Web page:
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Everything posted by naes

  1. Chopsticks are part of Thai cuisine, especially towards the north where there is more Chinese and less Indian/Malay influence. Chopsticks are used for noodle dishes while forks and spoons are used for rice-based dishes. At least, that was my experience when I traveled in Thailand for two months. Sean Edited to include a comment on Phad Thai All of the phad thai that I had from street cart vendors in Bangkok was horrible. Dry and flavorless. I'm sure there are street cart vendors that do it right, but there are plenty (at least the ones I tried) that do it wrong. The best phad thai I had was made in a cooking class that was given by a thai instructor.
  2. naes

    Cutting Boards

    I've used the Sani-Tuff cutting boards and they are quite heavy. However, you can get 1/2" boards, which cuts down on the weight a bit. They seem to be a good cutting board, better than the colored poly/plastic boards, which can get pretty cut up (and hide bacteria) after a while. As for bamboo, I have a small bamboo cheese board at home that was given to me as a gift. They are laminate boards, so don't try to put them through the dishwasher. I haven't done a lot of cutting on it, but it does seem very durable.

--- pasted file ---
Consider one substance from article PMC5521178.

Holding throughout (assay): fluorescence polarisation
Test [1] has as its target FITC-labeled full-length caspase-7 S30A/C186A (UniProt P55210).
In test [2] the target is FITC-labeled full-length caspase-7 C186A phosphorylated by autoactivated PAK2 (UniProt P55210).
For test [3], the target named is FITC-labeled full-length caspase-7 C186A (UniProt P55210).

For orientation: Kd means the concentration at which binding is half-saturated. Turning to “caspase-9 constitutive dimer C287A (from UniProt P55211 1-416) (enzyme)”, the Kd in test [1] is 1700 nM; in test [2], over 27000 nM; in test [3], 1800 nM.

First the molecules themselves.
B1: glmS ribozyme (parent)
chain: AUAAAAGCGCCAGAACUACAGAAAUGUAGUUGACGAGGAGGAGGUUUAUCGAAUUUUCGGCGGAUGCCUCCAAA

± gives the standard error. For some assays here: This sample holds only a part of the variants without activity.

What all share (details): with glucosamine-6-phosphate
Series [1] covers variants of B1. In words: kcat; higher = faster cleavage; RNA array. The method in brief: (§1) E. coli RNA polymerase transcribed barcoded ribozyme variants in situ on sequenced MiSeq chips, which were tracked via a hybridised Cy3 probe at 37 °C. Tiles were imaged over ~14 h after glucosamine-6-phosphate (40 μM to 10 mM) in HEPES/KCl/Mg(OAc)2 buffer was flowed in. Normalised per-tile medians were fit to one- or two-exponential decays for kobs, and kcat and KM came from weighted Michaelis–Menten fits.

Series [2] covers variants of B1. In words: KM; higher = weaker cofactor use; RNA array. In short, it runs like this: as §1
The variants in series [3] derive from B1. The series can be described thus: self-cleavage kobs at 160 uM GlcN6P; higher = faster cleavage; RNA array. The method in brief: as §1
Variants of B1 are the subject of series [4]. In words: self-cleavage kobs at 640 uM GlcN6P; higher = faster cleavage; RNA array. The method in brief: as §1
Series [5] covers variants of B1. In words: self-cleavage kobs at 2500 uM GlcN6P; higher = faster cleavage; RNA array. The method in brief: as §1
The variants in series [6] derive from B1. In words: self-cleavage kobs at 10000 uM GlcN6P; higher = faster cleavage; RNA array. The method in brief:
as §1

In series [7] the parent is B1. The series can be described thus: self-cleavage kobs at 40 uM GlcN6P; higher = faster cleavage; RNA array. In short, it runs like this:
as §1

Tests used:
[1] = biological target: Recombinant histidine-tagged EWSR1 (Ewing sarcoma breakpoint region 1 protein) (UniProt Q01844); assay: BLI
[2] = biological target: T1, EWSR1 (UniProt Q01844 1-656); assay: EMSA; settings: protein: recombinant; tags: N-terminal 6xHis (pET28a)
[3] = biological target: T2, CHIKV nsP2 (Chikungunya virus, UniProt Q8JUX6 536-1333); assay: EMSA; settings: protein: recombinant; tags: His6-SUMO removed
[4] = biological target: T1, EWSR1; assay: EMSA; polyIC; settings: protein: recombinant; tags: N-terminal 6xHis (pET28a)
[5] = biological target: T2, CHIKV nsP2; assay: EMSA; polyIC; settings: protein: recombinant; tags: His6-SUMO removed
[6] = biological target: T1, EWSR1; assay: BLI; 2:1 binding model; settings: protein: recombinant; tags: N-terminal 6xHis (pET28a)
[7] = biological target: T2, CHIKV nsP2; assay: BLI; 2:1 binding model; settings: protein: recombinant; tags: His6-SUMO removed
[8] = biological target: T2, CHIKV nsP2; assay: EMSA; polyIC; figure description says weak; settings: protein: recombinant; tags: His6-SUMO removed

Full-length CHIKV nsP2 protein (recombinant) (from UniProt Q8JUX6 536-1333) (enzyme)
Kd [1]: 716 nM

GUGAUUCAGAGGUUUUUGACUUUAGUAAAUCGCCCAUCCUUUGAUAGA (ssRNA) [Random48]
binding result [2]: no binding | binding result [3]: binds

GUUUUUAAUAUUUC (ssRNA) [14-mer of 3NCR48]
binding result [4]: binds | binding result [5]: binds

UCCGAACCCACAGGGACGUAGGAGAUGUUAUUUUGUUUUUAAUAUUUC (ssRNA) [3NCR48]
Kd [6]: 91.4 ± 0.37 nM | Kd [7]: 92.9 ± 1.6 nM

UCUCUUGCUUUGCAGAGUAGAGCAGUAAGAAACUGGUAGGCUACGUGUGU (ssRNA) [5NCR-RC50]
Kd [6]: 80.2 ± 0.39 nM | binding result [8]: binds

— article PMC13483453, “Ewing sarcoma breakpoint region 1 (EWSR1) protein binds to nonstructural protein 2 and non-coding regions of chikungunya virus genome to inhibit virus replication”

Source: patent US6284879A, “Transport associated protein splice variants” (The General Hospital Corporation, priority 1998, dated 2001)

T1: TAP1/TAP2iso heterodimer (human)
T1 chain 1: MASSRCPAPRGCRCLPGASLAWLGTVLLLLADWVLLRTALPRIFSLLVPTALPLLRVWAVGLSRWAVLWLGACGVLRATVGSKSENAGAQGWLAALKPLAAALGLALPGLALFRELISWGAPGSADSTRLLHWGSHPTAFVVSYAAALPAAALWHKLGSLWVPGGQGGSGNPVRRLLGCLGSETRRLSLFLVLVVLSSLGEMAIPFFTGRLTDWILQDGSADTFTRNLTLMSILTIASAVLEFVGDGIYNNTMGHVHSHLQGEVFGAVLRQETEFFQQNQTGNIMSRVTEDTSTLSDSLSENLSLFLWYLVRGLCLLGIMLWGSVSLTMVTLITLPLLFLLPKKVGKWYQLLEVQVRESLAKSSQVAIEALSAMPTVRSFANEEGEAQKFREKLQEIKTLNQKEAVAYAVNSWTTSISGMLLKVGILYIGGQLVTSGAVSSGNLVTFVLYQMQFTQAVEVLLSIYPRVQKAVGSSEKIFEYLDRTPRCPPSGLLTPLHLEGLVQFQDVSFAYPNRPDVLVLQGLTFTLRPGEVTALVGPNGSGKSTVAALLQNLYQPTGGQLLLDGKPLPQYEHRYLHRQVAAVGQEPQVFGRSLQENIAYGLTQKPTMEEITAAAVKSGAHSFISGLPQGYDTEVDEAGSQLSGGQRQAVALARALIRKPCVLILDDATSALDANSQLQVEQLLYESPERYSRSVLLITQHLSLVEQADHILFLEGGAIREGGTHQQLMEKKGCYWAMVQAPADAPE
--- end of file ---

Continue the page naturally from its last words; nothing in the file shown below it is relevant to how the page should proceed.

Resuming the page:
3. You can pipe them into the cups and refrigerate them, but you definitely cannot pre-bake them. The souffle would rise and collapse and would not rise again when you reheated it. You'd end up with quite a different product that would be fairly dense.
  4. naes

    Onion Bread

    I have a rye loaf recipe that I sometimes add sauteed onions to. I let them get a little caramelized because I like the flavor it contributes. I agree with jackal10. I add the onions at the end of my kneading, before fermentation. If you add them after fermentation and before you shape and proof, then you're losing a lot of the gas you just developed and you're going to have a denser crumb.